The second surgical option for the patient in this case study is to perform a fibula rodding procedure. Currently, there are two companies (Acumed and Sonoma Orthopedics) that have a rod on the market. Generally, this procedure has a much lower risk of incision healing issues due to the percutaneous technique.

Fibula rods provide excellent stability and fixation of the fracture fragments. Fibular rods allow for slight shortening and posterior displacement of the fibula fracture fragment. Surgeons can generally achieve near anatomic reduction and fixate syndesmotic instability or rupture with this procedure as well. There are several screws that anchor the rod into the distal fibula and one or two screws that go from lateral to medial to stabilize the syndesmosis. I will often place syndesmotic screws to provide additional stability in a patient with osteopenia, even when there is no obvious diastasis. 

This patient healed very well with the above procedure. I fixated the medial malleolar fracture with two Acutrak screws (Acumed) through a small incision. Although this side can look perfect on intraoperative fluoroscans, it is often rotated or has soft tissue interposition. For this reason, I almost always open medially through a small incision to ensure perfect reduction if possible. In this case, I opened the medial side through a 3 to 4 cm incision and this is the side that had delayed healing.

The fibula healed without any incident. The medial incision healed but took about six weeks to heal. No loss of reduction occurred throughout the healing phase. The patient is now fully weightbearing without pain.

Key Pearls On The Fibula Rod Procedure

The fibula rod surgery has a number of steps and one needs to insert the rod in a specific sequence. After becoming accustomed to inserting this rod, one can perform this procedure in less time than a standard ORIF of the ankle. It can take 20 to 25 minutes to fix the fibula component once you become proficient in the technique.

As I noted earlier, two companies produce a fibula rod. The Acumed rod is a titanium rod that comes in three separate lengths. Two screw holes are available distally and two holes are available for the syndesmosis stabilization. There is an external targeting guide that attaches to the rod for insertion. After tapping the rod into place with a mallet and confirming adequate positioning, the surgeon can use the targeting guide to facilitate percutaneous insertion of both distal screws and the syndesmotic screws. 

Additionally, there is the FibuLock Nail stainless steel fibula rod (Sonoma Orthopedics). Similarly, this system has holes for two syndesmotic screws but they are angulated more anteriorly. Distally, there are options for insertion of three screws. At the most proximal aspect of the rod, there are small barbs that expand and purchase the proximal fibula from within the medullary canal. This prevents rotation and migration. Distally, there is a compression option available. The rod comes in two different lengths. The external targeting guide has holes for K-wire insertion to stabilize the fracture and confirm the exact depth of the rod insertion.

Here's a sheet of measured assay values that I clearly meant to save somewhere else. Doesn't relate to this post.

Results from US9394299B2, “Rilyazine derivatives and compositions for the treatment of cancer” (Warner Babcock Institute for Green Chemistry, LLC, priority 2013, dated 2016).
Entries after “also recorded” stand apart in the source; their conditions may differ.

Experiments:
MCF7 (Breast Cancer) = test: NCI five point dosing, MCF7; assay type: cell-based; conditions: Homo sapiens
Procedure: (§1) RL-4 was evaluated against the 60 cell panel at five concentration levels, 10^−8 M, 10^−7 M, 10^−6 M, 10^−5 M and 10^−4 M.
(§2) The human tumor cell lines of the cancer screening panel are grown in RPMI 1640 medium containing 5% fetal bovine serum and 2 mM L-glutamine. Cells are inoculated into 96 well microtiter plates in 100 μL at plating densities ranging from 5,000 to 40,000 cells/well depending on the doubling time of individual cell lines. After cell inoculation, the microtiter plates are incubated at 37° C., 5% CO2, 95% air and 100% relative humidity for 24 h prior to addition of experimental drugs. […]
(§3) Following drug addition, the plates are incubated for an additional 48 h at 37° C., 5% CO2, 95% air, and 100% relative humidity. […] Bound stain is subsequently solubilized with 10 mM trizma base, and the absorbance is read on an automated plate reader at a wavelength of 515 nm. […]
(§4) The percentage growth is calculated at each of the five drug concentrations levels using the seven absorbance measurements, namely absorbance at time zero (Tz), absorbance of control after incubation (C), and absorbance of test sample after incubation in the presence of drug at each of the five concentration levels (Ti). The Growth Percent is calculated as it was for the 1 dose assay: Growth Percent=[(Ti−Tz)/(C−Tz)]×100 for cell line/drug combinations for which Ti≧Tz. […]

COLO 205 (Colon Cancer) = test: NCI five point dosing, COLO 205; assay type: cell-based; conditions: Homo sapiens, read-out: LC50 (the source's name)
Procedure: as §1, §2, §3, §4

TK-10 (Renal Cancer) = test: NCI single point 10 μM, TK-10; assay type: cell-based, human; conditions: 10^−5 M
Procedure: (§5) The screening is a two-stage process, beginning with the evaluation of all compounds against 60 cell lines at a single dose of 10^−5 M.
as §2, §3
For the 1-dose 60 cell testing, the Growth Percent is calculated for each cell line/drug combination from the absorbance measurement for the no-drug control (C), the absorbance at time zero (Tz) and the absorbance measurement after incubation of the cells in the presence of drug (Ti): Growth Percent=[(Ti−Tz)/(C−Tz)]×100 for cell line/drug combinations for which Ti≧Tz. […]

Dr. Palmer is board-certified in foot surgery and reconstructive rearfoot/ankle surgery by the American Board of Podiatric Surgery. He is an attending podiatric surgeon with the Bethesda Memorial Hospital Podiatric Residency in Boynton Beach, Fla., and is in private practice in Boca Raton, Fla. Dr. Palmer is a Fellow of the American College of Foot and Ankle Surgeons.

References

  1. McMulloch PG, Holden P, Robson DJ, et al. The value of mobilization and nonsteroidal anti-inflammatory analgesia in the management of inversion injuries of the ankle. Br J Clin Pract. 1985;39(2):69-72. 

  2. Ruth CJ. The surgical treatment of injuries of the fibular collateral ligaments of the ankle. J Bone Joint Surg Am. 1961;43:229-39. 

  3. Daly PJ, Fitzgerald RH, Melton LJ, et al. Epidemiology of ankle fractures in Rochester, Minnesota. Acta Orthop Scand. 1987;58(5):539-44. 

  4. Buddecke DE Jr, Mandracchia VJ, Pendarvis JA, et al. Is this just a sprained ankle? Hosp Med. 1998;12:46-52. 


  5. Court-Brown C, McQueen MM, Tonetta P III. Ankle fractures in trauma. 
2006;29:366–82. 

  6. Flynn JM, Rodriquez-del Rio F, Piza PA. Closed ankle fractures in the diabetic 
patient. Foot Ankle Int. 2000;21(4):311-9. 

  7. Thordarson DB. Foot and ankle trauma. Foot Ankle. 2004;14:288-97. 

  8. Lee T, Blitz NM, Rush SM. Percutaneous contoured locking plate fixation of the pilon fracture: surgical technique. J Foot Ankle Surg. 2008;47(6):598-602. 

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Kevin Palmer, DPM